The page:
What is spam?
Spam is the internet
equivalent of junk mail. The difference is that it arrives as email, so can be
a nuisance, and it downloads in your time, so wastes money. Wherever you go on
the internet, you are invited to leave your email address; many sites will sell
this information to dealers who sell it on to spammers. If you visit a news group,
chat room or bulletin board, your email address may be 'harvested' and used by
Spam is bad manners, breaks the rules of all reputable service
providers, and is often illegal.
How do I deal with
The simplest method is simply to delete it. Most harmless and will
not be repeated.
Never, ever, reply to spam. A reply simply confirms that
your email address is active, and therefore more likely to be reused. Dealing
with spammers is the fastest known method of being robbed. Spam offers usually
sound too good to be true, for the simple reason that they are too good to be
true. Many spammers use service providers in Eastern Europe, though the email
may be falsified to appear to come through a reputable source. Once you pass your
credit card details, your account will be drained very fast and efficiently, with
little chance of recompense.
If spam is persistent, threatening or simply
a nuisance you can set up mail filters through your browser to block it; this
has limited benefit because spam emanates from so many addresses - and often the
senders details are forged or otherwise falsified. If you do know the source,
you can forward the whole post to their service provider's abuse department -
usually abuse@[providername] . If you cannot trace the source, it can be useful
to forward the mail to your own provider's abuse department: if enough people
complain, most ISPs will trace the source and forward the complaint to the appropriate
What is ">>" down the left
Many browsers automatically add the 'greater than' symbol to the
left of each line of quoted text. It distinguishes quotations from different senders,
helping respondents to avoid errors in attribution.
So an email in reply
to a question might include the original question, with '>' indicating the
quoted text. It is rarely necessary to quote a message in its entirety - just
enough so that the recipient knows what you are referring to. A four part "conversation"
might appear as:
> > > Do I have to include all these ">>"
> > No, but it does show what you are
> > quoting and what is
> But I do have to?
No - you can change the settings on
How formal should business email
In general, email is quite informal, but a business posting would avoid
too many abbreviations and would exclude slang. Capitalization would follow written
rules. A formal endnote is often appreciated; such as:
Thank you in anticipation,
<Initials and Last Name>
<Any useful contact information>
If replying to business communication,
be guided by their style.
... And what about
responding to email?
The Netiquette of replying is quite straightforward:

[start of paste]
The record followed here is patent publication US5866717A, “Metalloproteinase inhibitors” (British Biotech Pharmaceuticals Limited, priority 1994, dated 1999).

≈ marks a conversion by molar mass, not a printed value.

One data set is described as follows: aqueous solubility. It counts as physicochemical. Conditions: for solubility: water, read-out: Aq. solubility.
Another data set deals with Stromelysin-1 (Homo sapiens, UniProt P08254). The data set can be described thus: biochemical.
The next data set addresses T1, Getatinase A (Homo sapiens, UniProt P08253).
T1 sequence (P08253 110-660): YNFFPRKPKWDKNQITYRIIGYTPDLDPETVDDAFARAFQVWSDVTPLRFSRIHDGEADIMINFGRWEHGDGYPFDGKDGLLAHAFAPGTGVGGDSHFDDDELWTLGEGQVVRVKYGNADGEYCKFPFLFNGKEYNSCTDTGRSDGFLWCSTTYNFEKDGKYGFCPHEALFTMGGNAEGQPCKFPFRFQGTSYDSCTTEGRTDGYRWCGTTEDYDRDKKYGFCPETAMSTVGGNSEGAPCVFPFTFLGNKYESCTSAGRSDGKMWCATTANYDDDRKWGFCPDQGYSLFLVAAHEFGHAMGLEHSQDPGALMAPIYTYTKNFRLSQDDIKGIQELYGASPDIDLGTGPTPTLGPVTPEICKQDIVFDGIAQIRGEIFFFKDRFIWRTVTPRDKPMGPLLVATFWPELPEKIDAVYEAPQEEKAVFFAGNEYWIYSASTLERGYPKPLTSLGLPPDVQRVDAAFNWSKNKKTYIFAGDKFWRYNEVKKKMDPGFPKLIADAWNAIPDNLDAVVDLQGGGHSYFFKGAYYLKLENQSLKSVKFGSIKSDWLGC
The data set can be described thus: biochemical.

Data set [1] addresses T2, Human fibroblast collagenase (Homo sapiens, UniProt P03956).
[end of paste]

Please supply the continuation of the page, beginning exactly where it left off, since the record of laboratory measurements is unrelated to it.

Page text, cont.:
Any personallly-addressed mail from a human being deserves a
response, even if only an acknowledgement.
A full reply required
should be sent within a few days, else a 'holding note' should go, to confirm
Unless constrained by 'official policy', the response
should of similar formality to the one received.
The reply should
include the note replied to for reference (but extended footnotes and all previous
matter should be excluded).
do I ensure a reply to my mail?
Failing to respond to email is, on the
face of it, bad manners - but it may involve several issues, such as unfamiliarity
with the web, fear of the whole system, or the error of thinking that time saving
is for one person only!
There's no 'right' answer', but these tips may be
Get in the habit of adding 'I look forward to hearing
from you', or a similar note, to all your mail to that person.
a little devious; try to not give all the information, so that they will need
to respond to to get the whole picture.
Try writing "I've
received some information you may find useful - I've not attached it, but I'll
forward it once I get your response to my note" - In other words, turn it
around; give an incentive to respond, to encourage the habit.
do be careful; not receiving a response may be a little frustrating, but you don't
want to damage the organisation over such an issue!
What are the rules about capitalization?
WRITING IN BLOCK CAPITALS IS UNNNECESSARY
AND IS INTERPRETED BY MANY AS SHOUTING. Expect a rude reply!
lower case is odd, especially if i do it all the time. it might look quaint but
some read it as laziness. Expect no reply!
Using the usual case is recommended;
The use of lower case and upper case evolved over many years; it is legible and
requires little effort of reader or writer.
Is email private?
Not completely. If you use email in an organisation (work
or college) then there are staff who have free access to what you send and receive.
In most cases, they have better things to do. But if you were (for example) under
suspicion of passing company secrets, then this access could become an issue.
Email from home passes though a server shared by millions of individual emails,
but the theoretical risk remains.
Even a deleted email probably still
exists on a server somewhere, and could be retrieved if required - such emails